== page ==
Tuesday, Sen. Dianne Feinstein held an hour long “conversation” at the Herbst Theater in San Francisco hosted by a group called the Commonwealth Club. Toward the end of the event, she was asked how long she thought it would take before Republicans were on board with impeaching President Trump.

Feinstein did not make this far left question into a Sister Souljah moment but, to her credit, she also didn’t show any enthusiasm for the prospect. “Kinda been there, done that,” she replied, adding, “It’s not the greatest thing in the world, that’s for sure.”

Feinstein then went a step beyond pouring cold water on impeachment by pointing out she still hoped he would change. “This man is going to be president most likely for the rest of this term,” Feinstein said. She continued, “I just hope he has the ability to learn and to change and, if he does, he can be a good president.”

The San Francisco Chronicle reports the crowd of 850 was stunned:

That sort of talk is never heard in Democratic circles, where California Congress members already are talking about what they see as the need to impeach Trump or remove him from office via the 25th Amendment.

The crowd reacted with stunned silence, broken only with scattered “No’s” and a few hisses and some nervous laughter.

Today, Feinstein’s office put out a statement which doesn’t quite retreat from what she said last night, but she does add several paragraphs bashing Trump beforehand:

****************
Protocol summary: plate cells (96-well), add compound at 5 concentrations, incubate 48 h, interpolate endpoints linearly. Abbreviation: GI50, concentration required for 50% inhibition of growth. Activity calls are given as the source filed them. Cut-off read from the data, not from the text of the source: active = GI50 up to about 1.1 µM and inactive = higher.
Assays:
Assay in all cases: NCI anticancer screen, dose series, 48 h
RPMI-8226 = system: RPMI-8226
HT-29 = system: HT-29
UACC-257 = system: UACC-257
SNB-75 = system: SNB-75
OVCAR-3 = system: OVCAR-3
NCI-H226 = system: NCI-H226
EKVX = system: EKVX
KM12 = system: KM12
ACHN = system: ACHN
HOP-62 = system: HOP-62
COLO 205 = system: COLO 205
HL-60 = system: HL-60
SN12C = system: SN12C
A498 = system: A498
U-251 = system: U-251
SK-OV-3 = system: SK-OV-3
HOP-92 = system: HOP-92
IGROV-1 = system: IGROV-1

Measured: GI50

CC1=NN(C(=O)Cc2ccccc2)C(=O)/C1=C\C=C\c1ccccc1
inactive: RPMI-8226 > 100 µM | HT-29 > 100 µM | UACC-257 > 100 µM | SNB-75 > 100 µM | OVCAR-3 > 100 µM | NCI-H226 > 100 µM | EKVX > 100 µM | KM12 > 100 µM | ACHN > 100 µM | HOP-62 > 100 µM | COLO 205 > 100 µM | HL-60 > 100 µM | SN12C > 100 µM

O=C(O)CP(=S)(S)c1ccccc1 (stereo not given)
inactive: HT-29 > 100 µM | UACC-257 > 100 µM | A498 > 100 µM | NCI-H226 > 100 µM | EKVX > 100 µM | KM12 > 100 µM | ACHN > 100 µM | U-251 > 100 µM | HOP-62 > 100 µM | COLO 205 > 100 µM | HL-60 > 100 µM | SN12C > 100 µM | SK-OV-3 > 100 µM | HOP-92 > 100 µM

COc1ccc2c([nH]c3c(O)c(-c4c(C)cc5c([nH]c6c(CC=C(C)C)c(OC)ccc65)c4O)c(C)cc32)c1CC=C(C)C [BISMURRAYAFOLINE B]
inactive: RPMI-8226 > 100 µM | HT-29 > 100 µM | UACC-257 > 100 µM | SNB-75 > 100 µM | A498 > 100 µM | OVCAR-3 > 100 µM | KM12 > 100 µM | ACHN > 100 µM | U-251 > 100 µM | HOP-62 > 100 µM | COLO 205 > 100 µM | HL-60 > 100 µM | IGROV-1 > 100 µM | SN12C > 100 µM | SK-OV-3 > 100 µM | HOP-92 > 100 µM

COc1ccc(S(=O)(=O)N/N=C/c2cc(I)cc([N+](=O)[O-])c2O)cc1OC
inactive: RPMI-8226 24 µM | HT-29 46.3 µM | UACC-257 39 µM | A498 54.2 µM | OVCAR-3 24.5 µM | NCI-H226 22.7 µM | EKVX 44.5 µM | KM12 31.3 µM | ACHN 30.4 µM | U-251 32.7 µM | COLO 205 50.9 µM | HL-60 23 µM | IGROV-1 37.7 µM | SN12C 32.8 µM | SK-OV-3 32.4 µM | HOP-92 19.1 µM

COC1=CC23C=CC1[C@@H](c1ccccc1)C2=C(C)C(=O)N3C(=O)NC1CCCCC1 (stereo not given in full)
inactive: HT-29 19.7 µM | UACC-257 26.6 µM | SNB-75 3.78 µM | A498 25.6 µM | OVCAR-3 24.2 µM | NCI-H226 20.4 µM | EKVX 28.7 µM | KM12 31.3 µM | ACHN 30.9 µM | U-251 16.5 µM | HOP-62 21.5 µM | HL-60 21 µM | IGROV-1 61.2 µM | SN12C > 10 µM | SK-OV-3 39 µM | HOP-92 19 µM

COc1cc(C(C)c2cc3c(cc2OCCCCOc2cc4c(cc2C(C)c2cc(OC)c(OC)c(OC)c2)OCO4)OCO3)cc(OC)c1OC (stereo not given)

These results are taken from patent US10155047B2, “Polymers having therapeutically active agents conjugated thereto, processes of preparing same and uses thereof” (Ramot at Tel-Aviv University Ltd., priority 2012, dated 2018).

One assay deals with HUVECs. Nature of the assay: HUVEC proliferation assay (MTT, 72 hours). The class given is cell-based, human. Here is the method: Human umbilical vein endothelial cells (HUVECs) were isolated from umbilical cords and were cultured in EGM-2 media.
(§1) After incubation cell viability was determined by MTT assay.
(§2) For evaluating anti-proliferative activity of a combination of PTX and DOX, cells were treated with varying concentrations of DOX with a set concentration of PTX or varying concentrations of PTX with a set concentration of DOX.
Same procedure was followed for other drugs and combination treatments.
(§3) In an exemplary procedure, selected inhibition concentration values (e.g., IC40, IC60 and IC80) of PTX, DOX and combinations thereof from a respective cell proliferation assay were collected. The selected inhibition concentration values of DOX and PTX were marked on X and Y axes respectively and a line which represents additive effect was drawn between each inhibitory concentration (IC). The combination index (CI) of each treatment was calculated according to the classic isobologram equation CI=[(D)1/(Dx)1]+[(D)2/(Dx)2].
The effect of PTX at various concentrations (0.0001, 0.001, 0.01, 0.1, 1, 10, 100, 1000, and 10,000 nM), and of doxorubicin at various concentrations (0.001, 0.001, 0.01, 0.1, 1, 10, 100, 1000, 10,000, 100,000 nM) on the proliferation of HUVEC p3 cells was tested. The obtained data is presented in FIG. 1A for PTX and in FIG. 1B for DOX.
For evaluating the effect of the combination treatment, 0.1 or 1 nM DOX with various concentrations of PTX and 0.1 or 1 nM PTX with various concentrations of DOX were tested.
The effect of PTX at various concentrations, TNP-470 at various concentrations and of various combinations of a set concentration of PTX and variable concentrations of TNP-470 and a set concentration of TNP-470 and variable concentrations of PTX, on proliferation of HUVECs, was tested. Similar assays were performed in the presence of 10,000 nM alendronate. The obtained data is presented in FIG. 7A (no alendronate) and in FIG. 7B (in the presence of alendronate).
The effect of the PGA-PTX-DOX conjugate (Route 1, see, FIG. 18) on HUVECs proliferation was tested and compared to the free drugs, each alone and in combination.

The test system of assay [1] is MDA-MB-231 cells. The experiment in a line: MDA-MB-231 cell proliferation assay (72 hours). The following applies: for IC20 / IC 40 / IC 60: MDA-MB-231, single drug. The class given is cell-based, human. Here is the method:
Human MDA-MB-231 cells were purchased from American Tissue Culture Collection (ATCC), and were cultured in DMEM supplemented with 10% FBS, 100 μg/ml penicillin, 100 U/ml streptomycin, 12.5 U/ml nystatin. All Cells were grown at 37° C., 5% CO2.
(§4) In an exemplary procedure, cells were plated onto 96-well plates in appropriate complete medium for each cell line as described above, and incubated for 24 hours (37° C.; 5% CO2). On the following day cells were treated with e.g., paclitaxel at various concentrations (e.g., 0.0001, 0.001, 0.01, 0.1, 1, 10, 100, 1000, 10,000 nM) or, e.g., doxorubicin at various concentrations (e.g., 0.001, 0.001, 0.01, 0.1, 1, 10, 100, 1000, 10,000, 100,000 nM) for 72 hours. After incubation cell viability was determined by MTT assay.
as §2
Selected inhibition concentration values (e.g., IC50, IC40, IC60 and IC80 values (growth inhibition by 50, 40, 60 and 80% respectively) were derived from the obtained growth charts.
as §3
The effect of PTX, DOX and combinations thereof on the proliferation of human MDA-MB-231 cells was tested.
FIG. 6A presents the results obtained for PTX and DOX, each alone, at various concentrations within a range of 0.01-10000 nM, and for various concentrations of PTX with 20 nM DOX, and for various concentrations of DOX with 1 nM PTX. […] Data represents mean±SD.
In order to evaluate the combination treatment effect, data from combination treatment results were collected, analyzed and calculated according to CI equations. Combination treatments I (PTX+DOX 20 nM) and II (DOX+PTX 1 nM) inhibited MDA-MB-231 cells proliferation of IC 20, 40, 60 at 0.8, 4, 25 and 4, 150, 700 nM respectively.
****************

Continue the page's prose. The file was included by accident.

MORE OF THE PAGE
During this tumultuous time, I’m working to protect the progress we’ve made and find a way to get things done for Californians during a period of total Republican control of Washington. I’ve been strongly critical of President Trump when I disagree on policy and with his behavior.

Most recently, I was appalled by his comments in response to Charlottesville and the pardon of Sheriff Joe Arpaio. President Trump said that there were ‘very fine people’ in a crowd chanting ‘Jews will not replace us.’ There’s nothing ‘fine’ about white supremacists, Nazis or the KKK…

While I’m under no illusion that it’s likely to happen and will continue to oppose his policies, I want President Trump to change for the good of the country.

Democrats spent years making hay out of the idea that Republicans wanted Obama to fail rather than the country to succeed. It appears Feinstein remembers that even if her San Francisco audience does not.